Part 3 - On Safari
Lynn concludes with the second part of her visit to the De Wildt Cheetah sanctuary outside Pretoria in South Africa. The sanctuary is not only salvation to old, ill and injured cheetahs. It is home to injured vultures and to the largest captive population of the endangered wild dogs. Educating young South Africans about the value of wildlife is another vital role the sanctuary plays. [more]

Our Changing World

Buddleia Biocontrol
The butterfly bush has been a weedy problem in young pine plantations but the buddleia leaf weevil is having a good impact [more]

Secretins
Scientists are targeting the giant channels in the outer membrane of Gram-negative bacteria to try and develop better treatments [more]

Electrochemistry
Electrodes and microbes that could be tiny power plants, and other uses of electrochemistry [more]

Rod Morris on the Denniston Plateau
Wildlife photographer Rod Morris talks about the plateau's remarkable wildlife, and why he believes it should be protected [more]

Pole To Pole

Part 1 - Pole to Pole
Deutsche Welle's Irene Quaile takes you to some of the northern-most communities on the planet, including a research station on Spitsbergen in the Norwegian Svalbard archipelago about halfway between Scandinavia and the North Pole. In the small town of Barrow, at the northern tip of Alaska more than 500 kilometres north of the Arctic Circle, the Inupiat people describe how climate change is affecting their traditional way of living off the ocean and to the rhythm of the sea ice. [more]

Part 2 - Pole to Pole
Join the ABC's Margo Foster aboard the icebreaker Aurora Australis as she travels to east Antarctica with an international group of scientists exploring marine biodiversity. The Southern Ocean and east Antarctica are often described as the black hole of biodiversity - the largest area of the planet that remains mostly unexplored and undescribed, but is expected to host a diverse community of creatures and plants highly adapted to their environment. The destination of the voyage is Commonwealth Bay, where the teams take samples of the water column and seabed as part of the Census of Marine Life. [more]

Part 3 - Pole to Pole
Veronika Meduna travels to Scott Base to join drillers and scientists as they unearth sediment cores from underneath the Ross Ice Shelf. [more]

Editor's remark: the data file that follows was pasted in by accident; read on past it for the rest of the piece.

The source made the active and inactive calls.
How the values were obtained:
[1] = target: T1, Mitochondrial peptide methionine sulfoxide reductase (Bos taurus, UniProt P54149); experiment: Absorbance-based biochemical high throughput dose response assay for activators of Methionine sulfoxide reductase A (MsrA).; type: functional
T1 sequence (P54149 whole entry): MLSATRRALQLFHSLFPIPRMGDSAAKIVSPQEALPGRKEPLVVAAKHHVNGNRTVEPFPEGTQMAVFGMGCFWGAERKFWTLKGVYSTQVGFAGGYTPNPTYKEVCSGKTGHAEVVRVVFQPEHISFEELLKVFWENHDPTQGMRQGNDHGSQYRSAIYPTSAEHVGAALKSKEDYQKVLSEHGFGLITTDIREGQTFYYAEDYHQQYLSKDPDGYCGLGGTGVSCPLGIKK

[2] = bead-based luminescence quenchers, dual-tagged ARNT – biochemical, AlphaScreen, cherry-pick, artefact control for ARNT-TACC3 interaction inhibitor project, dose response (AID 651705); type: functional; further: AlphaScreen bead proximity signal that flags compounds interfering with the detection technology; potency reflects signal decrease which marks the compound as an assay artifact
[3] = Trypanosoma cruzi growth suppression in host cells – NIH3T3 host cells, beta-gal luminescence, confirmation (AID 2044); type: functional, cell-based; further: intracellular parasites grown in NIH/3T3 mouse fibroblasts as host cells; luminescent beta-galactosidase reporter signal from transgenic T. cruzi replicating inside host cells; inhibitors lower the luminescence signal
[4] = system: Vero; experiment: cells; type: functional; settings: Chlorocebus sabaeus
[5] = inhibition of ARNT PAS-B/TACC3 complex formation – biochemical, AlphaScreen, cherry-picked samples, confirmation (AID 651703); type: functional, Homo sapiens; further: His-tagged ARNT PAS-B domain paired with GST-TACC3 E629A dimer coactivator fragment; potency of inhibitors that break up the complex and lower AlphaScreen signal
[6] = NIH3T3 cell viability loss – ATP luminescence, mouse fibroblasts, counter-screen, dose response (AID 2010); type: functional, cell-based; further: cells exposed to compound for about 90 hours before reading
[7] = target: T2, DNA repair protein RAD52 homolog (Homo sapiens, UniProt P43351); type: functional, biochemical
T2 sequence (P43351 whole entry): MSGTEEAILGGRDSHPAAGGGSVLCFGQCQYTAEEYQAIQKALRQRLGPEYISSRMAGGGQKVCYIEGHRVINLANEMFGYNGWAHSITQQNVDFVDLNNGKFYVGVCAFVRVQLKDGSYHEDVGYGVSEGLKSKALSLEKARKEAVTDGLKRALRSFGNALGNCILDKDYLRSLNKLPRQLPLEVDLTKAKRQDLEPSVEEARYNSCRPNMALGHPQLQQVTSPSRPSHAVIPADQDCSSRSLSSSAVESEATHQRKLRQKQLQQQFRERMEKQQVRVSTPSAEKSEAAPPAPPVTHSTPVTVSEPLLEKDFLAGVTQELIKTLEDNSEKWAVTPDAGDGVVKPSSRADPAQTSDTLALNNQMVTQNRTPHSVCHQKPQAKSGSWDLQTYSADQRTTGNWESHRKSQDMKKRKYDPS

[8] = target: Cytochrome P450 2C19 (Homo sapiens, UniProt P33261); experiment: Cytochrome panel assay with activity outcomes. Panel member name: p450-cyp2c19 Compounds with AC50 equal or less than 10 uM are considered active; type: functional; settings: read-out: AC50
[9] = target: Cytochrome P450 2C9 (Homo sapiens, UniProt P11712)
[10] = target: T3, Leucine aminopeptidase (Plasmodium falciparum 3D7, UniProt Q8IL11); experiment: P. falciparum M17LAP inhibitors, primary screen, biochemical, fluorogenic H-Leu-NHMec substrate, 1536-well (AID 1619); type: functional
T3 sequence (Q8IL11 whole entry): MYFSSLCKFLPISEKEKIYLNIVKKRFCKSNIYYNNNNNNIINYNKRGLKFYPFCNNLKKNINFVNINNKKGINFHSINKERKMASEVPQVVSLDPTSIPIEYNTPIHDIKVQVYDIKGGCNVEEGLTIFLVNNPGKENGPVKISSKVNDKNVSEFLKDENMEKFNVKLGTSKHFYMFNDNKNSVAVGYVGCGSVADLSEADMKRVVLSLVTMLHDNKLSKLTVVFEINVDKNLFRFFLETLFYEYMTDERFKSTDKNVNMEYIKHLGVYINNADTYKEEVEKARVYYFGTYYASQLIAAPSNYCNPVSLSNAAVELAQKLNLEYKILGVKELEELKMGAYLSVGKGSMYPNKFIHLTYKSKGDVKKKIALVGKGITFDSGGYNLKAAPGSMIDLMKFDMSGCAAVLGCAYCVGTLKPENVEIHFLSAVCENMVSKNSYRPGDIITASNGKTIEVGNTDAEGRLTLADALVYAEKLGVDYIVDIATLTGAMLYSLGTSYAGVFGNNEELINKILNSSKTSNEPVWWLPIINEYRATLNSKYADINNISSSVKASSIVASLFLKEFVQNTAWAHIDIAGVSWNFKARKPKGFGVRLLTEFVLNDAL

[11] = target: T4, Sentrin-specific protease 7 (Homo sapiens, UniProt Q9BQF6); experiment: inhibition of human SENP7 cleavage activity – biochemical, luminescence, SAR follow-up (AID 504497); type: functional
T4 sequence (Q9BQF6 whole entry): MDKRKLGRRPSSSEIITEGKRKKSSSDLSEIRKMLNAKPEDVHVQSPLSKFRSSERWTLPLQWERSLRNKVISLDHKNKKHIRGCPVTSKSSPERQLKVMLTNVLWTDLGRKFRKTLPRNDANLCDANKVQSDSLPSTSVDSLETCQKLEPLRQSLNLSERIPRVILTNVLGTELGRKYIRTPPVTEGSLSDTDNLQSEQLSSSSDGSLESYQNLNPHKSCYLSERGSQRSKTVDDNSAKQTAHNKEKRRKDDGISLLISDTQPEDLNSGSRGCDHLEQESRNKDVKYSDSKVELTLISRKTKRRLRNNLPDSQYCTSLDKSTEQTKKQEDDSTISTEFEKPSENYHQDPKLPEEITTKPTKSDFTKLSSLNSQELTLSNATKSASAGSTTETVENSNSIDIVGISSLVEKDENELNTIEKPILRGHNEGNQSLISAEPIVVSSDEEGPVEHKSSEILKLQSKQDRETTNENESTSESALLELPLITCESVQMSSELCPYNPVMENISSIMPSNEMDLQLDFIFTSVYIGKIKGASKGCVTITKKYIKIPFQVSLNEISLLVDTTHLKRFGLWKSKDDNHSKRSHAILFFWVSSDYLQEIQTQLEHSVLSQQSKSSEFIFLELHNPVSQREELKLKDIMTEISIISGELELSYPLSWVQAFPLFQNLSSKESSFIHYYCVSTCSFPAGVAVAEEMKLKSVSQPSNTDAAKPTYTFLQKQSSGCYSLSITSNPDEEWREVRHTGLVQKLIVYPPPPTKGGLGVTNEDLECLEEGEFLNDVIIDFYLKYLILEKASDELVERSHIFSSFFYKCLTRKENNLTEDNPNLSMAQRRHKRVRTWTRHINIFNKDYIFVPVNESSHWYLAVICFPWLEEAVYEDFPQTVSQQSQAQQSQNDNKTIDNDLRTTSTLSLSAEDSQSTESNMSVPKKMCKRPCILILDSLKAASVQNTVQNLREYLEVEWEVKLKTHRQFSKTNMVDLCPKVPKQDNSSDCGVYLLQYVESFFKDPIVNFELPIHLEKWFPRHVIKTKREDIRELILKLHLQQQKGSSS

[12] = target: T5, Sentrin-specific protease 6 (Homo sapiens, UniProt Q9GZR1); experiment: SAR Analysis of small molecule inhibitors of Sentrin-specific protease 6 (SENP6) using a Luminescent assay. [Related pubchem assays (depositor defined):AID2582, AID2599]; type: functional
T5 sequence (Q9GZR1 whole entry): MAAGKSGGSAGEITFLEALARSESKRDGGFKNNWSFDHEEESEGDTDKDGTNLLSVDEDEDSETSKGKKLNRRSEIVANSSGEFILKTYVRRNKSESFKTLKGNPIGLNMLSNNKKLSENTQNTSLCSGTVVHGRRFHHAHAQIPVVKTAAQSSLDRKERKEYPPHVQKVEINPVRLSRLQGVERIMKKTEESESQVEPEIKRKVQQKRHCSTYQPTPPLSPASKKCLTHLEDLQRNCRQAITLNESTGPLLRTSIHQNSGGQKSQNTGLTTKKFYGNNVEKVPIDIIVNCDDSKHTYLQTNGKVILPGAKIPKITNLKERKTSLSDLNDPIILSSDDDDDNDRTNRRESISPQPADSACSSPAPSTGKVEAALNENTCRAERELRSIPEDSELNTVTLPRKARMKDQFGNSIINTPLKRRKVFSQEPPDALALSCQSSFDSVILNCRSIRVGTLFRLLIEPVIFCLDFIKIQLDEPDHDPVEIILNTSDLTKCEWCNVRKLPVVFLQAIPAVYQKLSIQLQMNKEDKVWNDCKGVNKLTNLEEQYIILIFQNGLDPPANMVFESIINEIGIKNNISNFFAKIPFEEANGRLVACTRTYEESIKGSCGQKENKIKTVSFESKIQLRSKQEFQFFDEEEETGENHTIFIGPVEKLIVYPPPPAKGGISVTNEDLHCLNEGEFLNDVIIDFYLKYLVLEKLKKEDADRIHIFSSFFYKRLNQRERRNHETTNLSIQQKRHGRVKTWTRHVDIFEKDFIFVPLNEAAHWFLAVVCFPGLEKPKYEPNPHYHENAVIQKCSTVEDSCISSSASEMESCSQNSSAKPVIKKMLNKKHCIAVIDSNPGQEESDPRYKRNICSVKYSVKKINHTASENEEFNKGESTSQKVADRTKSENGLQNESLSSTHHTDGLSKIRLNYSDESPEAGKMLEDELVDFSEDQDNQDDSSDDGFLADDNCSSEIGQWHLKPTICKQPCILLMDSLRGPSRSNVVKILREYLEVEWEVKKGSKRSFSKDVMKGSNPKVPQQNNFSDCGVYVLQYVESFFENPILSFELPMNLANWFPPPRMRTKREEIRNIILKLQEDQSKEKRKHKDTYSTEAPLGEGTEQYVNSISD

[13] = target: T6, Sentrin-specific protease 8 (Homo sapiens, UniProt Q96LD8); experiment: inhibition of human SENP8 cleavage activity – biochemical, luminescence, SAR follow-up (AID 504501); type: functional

Rural News

Morning Rural News for 20 October 2011
News from the rural and farming sector. [more]

Midday Rural News for 20 October 2011
News from the rural and farming sectors. [more]

Te Manu Korihi

Manu Korihi News for 20 October 2011
The Northland Regional Council says it wants to help eliminate the negative statistics that have dragged Maori down by improving better iwi representation on the authority; Government officials are holding back on releasing public views on the Early Childhood Education Taskforce's recommendations, on Te Kohanga Reo National Trust Board; A prominent Maori film director and writer says an ongoing inability by many film makers to consult with Maori on cultural issues, needs to change. [more]

Manu Korihi News for 20 October 2011
Government officials are holding back on releasing public views on the Early Childhood Education Taskforce's recommendations, on Te Kohanga Reo National Trust Board; The Northland Regional Council says it wants to help eliminate the negative statistics that have dragged Maori down by improving better iwi representation on the authority; Dial a Maori, the art of consultation was the subject of a debate in Wellington last night which the independent body Script to Screen organised; The colour of pillowcases in Canterbury hospitals is helping to reduce the risk of infection - and at the same time respect Maori cultural values. [more]

The Best Medicine

Part 1 - Humour
Amelia Nurse talks with writer and evolutionary theorist Alastair Clarke. His book - 'Humour's Contribution to Human Ingenuity' will be published by Pyrrhic Press on 9 November 2009. [more]

Part 2 - Humour
This week Amelia Nurse considers NZ's comedic track record. She talks to sociologist Mike Lloyd from Victoria University in Wellington. [more]

Part 3 - Humour
Amelia Nurse talks to joyologist Pat Armitstead and to members of the Wellington Improvisation Troupe - Anton van Helden, Paul Sullivan, Christine Brooks and Geoff Simmons [more]

Part 4 - Humour
Humour at work - find out whether work is the place for a joke or two - or not... with Dr Barbara Plester from the University of Auckland Business School. [more]

Upbeat

Jan Clarke
President and Deputy Conductor of Tauranga based Scholars Pro Music Chamber Choir performing at Tauranga Arts Festival this weekend. [more]

Teddy Tahu Rhodes
NZ Bass-baritone performing in Auckland with NZSO and Dame Kiri Te Kanawa as part of REAL NZ Festival. [more]

Reuben Bradley
Jazz drummer and winner of NZ Jazz album of the year about to embark on Australasian tour. [more]

You Me... Now!

Episode 52: Hide and Seek
Lucille is managing Joel but the boys are in revenge mode when they arrive. [more]

News stories:

Oil and debris now along East Cape